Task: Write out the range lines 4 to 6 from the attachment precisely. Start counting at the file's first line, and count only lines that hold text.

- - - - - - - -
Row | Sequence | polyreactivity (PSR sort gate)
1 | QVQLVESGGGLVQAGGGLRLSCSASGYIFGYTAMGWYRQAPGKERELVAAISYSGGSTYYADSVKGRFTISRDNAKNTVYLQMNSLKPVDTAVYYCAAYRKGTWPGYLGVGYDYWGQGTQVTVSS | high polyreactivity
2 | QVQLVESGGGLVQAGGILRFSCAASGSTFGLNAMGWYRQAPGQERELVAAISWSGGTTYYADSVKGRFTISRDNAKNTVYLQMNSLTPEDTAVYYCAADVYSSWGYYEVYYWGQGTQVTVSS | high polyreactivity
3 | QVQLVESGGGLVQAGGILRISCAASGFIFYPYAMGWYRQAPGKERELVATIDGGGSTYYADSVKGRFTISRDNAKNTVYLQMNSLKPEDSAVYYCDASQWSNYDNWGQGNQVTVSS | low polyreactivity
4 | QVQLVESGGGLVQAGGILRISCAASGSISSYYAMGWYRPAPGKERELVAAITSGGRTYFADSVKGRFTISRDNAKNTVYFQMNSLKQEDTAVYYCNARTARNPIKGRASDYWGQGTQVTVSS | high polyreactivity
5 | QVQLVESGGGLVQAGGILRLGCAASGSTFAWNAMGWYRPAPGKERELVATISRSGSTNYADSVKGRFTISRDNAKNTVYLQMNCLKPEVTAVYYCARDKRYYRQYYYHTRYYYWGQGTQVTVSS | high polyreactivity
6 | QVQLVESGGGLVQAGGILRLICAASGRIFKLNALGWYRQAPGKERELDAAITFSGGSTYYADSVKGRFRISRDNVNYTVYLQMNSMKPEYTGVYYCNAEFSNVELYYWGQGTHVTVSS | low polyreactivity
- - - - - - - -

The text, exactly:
3 | QVQLVESGGGLVQAGGILRISCAASGFIFYPYAMGWYRQAPGKERELVATIDGGGSTYYADSVKGRFTISRDNAKNTVYLQMNSLKPEDSAVYYCDASQWSNYDNWGQGNQVTVSS | low polyreactivity
4 | QVQLVESGGGLVQAGGILRISCAASGSISSYYAMGWYRPAPGKERELVAAITSGGRTYFADSVKGRFTISRDNAKNTVYFQMNSLKQEDTAVYYCNARTARNPIKGRASDYWGQGTQVTVSS | high polyreactivity
5 | QVQLVESGGGLVQAGGILRLGCAASGSTFAWNAMGWYRPAPGKERELVATISRSGSTNYADSVKGRFTISRDNAKNTVYLQMNCLKPEVTAVYYCARDKRYYRQYYYHTRYYYWGQGTQVTVSS | high polyreactivity